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Retail has always been a highly dynamic industry, intensely competitive and fighting for a share of the wider consumer spending pot. This is an industry used to dealing with a constant diet of change. However, the change we are seeing today is far more profound than anything the past has thrown up. We are now seeing by far the most challenging period in retail history. A reshaping of the industry’s structure and economics is unfolding, and most of the real change is yet to happen.

Richardtalksretail is focused on analysing this change, anticipating the implications, and mapping how the key players across the various sectors are dealing with it. The regular Blogs in this public section of the site are a taster of the much more detailed analysis and forecasts in the premium section, reserved for subscribers.

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Monthly Archives: January 2019

Next in line

In world of uncertainty, consistency is a haven. And a reliable feature of the retail calendar is Next’s Christmas Trading Statement being greeted as if it represents the industry as a whole. It doesn’t.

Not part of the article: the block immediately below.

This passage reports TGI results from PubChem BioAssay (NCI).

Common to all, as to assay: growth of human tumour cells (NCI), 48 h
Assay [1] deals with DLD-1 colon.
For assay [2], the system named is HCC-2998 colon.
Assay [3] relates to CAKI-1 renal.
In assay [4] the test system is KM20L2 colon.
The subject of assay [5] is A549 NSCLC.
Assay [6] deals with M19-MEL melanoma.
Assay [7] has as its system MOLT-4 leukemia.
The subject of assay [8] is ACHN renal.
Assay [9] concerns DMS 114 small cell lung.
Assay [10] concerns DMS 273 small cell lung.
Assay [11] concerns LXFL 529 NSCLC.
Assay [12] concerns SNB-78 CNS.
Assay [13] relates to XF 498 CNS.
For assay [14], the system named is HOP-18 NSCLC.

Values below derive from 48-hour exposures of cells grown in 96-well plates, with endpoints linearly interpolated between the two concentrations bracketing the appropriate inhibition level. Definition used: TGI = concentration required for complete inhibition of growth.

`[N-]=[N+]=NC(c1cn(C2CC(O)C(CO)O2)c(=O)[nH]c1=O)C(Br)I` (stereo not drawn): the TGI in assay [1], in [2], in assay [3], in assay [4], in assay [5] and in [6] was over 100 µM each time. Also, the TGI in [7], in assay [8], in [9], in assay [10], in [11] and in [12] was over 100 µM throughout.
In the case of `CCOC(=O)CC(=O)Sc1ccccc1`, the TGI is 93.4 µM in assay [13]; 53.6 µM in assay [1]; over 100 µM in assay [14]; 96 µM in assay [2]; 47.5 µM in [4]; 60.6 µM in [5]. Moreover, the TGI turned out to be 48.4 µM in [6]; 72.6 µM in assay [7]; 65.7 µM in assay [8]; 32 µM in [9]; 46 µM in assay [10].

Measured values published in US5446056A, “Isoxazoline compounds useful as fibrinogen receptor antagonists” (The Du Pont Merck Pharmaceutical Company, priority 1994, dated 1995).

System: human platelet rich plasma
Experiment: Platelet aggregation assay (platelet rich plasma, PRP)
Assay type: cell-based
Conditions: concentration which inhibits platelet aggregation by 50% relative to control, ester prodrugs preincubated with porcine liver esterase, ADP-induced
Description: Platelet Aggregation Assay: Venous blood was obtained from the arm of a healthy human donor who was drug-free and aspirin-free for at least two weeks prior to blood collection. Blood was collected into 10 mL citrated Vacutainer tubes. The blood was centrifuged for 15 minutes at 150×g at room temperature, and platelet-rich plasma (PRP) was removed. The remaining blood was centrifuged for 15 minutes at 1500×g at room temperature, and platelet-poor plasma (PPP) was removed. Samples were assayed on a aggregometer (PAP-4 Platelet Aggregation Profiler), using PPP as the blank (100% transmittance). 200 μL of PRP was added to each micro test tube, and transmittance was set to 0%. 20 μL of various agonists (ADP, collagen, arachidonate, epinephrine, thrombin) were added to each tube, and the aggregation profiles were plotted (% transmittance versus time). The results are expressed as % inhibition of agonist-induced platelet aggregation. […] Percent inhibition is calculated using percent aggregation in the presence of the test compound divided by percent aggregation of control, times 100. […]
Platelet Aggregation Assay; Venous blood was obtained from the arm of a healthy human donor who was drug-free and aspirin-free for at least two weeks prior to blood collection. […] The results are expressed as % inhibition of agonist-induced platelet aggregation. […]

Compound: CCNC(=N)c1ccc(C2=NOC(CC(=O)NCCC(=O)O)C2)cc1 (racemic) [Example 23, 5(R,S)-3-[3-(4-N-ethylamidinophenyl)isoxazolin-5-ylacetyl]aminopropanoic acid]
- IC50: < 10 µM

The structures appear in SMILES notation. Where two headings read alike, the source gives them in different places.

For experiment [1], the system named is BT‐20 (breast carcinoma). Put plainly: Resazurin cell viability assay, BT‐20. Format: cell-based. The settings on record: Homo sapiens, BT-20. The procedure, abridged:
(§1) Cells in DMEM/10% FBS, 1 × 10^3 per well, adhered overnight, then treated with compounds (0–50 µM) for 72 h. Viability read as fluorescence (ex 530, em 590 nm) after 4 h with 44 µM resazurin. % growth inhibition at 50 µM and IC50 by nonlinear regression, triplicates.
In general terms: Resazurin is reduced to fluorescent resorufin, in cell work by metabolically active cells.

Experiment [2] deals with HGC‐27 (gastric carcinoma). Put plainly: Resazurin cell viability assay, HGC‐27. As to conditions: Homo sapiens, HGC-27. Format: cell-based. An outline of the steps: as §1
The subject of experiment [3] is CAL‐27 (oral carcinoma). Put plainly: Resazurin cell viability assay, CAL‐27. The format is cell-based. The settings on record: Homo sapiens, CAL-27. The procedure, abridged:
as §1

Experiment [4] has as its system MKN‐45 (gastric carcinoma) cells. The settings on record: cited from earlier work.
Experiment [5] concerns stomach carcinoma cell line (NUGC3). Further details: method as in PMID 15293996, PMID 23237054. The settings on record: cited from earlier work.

This morning’s numbers were solid and respectable. They will look much better as the next few weeks unfold, with the rest of the trading statements demonstrating yet again that Next is atypical. More than half its sales are now online. It only goes on sale seasonally, to clear stock and has avoided the massive damage caused by frequent discounting across the market. The company is better managed than its peers, with tight, consistent leadership. While it might be thought unexciting and a little bland, Next is risk averse and reliable. Over the years, these characteristics have helped to set the company apart.

Overall, the numbers show a continuation of its recent trend where the physical/online split is moving very steadily in favour of the latter. Next’s statement covers the 9 weeks to end December. Online sales were +15.2% and stores down 9.2%. The annualised numbers show this trend accelerated over the period. The company has also lowered its profit guidance for next year, albeit by a modest 0.6%.

Next remains a strong business and these figures reflect this. It has retained brand and price integrity where many of its peers have allowed theirs’ to dilute. This will certainly have helped it trade better than most through this period. The shake out I expect to see unfolding will make room for the better players. Next can more than hold its own and will be a beneficiary.

 ** We support retailers and stakeholders with strategic advice. If you think we can help, drop me a line – richard@richardtalksretail.co.uk

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